As for the people who express love for libraries in nostalgic terms:

Everybody loves them; in fact, they're loving them to death, especially in our schools. Libraries are routinely discussed in warm and reverent tones. Personal reminiscences with libraries as the centerpiece are earnest and heartfelt, set against a pastel wash of nostalgia. Most people have a favorite story about the library of their youth--the day they discovered, say, A Wrinkle in Time or Codes and Secret Writing--and they adore telling it, after which they sigh and offer a those-were-the-days shrug of bemused resignation. Yet these same people--the ones who rhapsodize about finishing off the entire Nancy Drew or Tom Swift oeuvre over the course of a single enchanted summer--often haven't stepped inside a real, live, functioning library in decades.
Do you feel your library is being loved to death? Do you think that libraries need all the support they can get, whether it is rooted in the present or past? How would you like to see libraries talked about?

Cited Article:

Title: Killed by KINDNESS.
Authors: Keller, Julia
Source: American Libraries; May2008, Vol. 39 Issue 5, p50-51, 2p
Full Text via Digital Pipeline:

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Wednesday, June 11, 2008

Students ask for "real", not "e" books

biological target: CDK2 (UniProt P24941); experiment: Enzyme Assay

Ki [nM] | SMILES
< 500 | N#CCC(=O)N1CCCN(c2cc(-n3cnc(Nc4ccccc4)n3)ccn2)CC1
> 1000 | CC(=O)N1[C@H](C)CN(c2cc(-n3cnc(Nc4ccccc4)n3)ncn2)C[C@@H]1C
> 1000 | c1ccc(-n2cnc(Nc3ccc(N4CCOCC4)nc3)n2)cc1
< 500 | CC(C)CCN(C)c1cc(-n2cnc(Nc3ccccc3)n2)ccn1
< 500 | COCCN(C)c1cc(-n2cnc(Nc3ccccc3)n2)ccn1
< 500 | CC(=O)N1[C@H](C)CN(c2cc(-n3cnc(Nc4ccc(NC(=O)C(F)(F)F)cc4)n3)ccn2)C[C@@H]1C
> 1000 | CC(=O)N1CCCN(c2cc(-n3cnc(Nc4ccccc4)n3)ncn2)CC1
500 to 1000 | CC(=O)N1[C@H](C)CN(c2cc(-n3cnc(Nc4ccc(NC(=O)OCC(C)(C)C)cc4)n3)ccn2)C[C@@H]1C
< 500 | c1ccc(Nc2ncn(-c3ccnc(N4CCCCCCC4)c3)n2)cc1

Think millennials prefer reading online? That's not the conclusion of a 2008 article in Reference and User Services Quarterly, titled But I Want a Real Book": An Investigation of Undergraduates" Usage and Attitudes toward Electronic Books:

If students were to be given the choice between using either a print book or the book's electronic equivalent, 66 percent would choose the print book while only 34 percent would prefer the e-book.
Here's how the article described the participants:

A total of 106 questionnaires were completed: 105 were from undergraduates and one was from a graduate student. Since the study focused on undergraduates, data from the one graduate survey was eliminated. The subjects were 60 percent female and 40 percent male, which is reflective of the college's en-rollment data. The academic status of the participants was 38 percent sophomores; 30 percent juniors; 17 percent seniors; and 15 percent freshmen. Ages of participants ranged from 17 to 46, with the average age being 21 years and the median age being 20 years.